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Katie Sepich Enhanced DNA Collection Act of 2012

Floor Speech

Location: Washington, DC


Mr. PEARCE. I thank the gentleman from Texas for yielding. I thank the gentleman from California (Mr. Schiff) for his leadership on this.

I rise in strong support of H.R. 6014. Today, Katie Sepich, pictured here, tells us a lot. She is fun, loving, vibrant, outgoing. She was leader in her age group. She made things happen. Katie, beginning in January of 2002, was in her last year of grad school. During that year, in one of the last conversations with her daughter, Jayann Sepich--her mom--asked her the same question that many of us receive from our parents: What are you going to do when you graduate with your master's degree in business? The reply was the same one that many of us have given: I'm not sure, but I want to change the world.

That's what each one of us as parents aspires to develop in our children--it's what each one of us tries to train them for--and Katie was at the point of decision. She was on her way until her journey of life was brutally interrupted by someone who raped her and strangled her. Then he burned her body and left her body abandoned at a dumpsite.

Now, there was a full DNA sample under Katie's fingernails, attesting to Katie's character, but the uploaded DNA did not match anything in the government database. Meanwhile, Gabriel Avila was arrested 6 weeks after the murder; but because New Mexico and the Federal Government had no laws, no DNA sample was taken, and so no match was made. For 3 years, Mr. Avila walked free on the streets of America and on the streets of New Mexico after having committed this horrendous crime, but there was nothing to link them until New Mexico passed a statute very similar to this one that we are passing today.

It simply said that we are going to collect DNA samples when we have people who are under the suspicion of violent crimes. It is no different than my fingerprints, which are available to anyone who wants to look. They were taken by the U.S. Government when I entered into the United States Air Force. I understand the constitutional concerns, but I also understand the pain of families who have no answers. After New Mexico passed this law, Mr. Avila committed another violent crime. This time, by New Mexico law, they had to take his DNA sample, and immediately they matched that now-3-year-old crime that took Katie's life.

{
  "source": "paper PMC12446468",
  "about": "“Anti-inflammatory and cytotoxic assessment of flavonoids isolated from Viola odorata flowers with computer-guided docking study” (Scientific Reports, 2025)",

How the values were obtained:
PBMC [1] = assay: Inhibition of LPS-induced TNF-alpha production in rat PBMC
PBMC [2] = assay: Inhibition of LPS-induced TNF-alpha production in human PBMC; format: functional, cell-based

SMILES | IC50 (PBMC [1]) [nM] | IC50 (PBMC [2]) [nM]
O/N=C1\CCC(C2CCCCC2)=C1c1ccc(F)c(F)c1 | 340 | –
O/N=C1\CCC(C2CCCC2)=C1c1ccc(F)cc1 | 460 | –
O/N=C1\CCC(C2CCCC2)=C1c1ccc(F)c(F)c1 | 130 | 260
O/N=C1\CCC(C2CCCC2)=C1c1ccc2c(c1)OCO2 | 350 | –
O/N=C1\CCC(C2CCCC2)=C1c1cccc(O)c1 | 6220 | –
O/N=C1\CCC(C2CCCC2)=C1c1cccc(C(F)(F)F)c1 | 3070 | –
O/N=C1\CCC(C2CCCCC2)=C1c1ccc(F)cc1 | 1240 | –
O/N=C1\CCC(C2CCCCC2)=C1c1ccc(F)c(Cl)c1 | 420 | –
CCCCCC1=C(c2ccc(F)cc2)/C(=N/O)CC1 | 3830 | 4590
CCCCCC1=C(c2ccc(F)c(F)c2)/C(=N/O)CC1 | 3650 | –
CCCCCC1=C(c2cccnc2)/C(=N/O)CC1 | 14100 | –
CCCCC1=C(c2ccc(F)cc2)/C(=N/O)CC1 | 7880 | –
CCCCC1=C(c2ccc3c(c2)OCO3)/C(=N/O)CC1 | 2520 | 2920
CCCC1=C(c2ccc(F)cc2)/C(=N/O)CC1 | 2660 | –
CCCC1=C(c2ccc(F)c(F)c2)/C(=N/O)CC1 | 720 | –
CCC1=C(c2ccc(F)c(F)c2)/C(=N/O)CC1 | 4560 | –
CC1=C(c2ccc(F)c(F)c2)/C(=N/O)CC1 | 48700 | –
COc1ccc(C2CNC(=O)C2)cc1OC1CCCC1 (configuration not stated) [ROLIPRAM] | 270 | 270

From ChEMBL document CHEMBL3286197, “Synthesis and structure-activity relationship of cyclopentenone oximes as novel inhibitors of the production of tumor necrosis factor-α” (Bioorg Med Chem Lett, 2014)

All this bill does is simply help provide funds to States to take these DNA samples. The U.S. Government will put them in the database and compare them. They're the 21st-century version of fingerprints.

One in six American women is a victim of rape or attempted rape, and 90 percent of the people who commit the crimes are repeat offenders like Mr. Avila; yet they walk free because we care more for the rights of perpetrators than of victims. This bill will not prevent violent crimes, but it will help stem the tide of the repeat offenders.


Mr. PEARCE. Dave and Jayann Sepich, Katie's parents, have worked tirelessly, first to get the bill through New Mexico and then to get it to the attention of the Federal Government. The bill stands poised here on the floor of the House of Representatives today, asking that we as Americans and we as legislators take a stand on behalf of the families who have young daughters and young sons who want to change the world; and maybe, just maybe, we will do something right here.

Katie's legacy will live on no matter what we do here today, because of her parents and because of her sacrifice. I humbly suggest that we would want to pass this bill.


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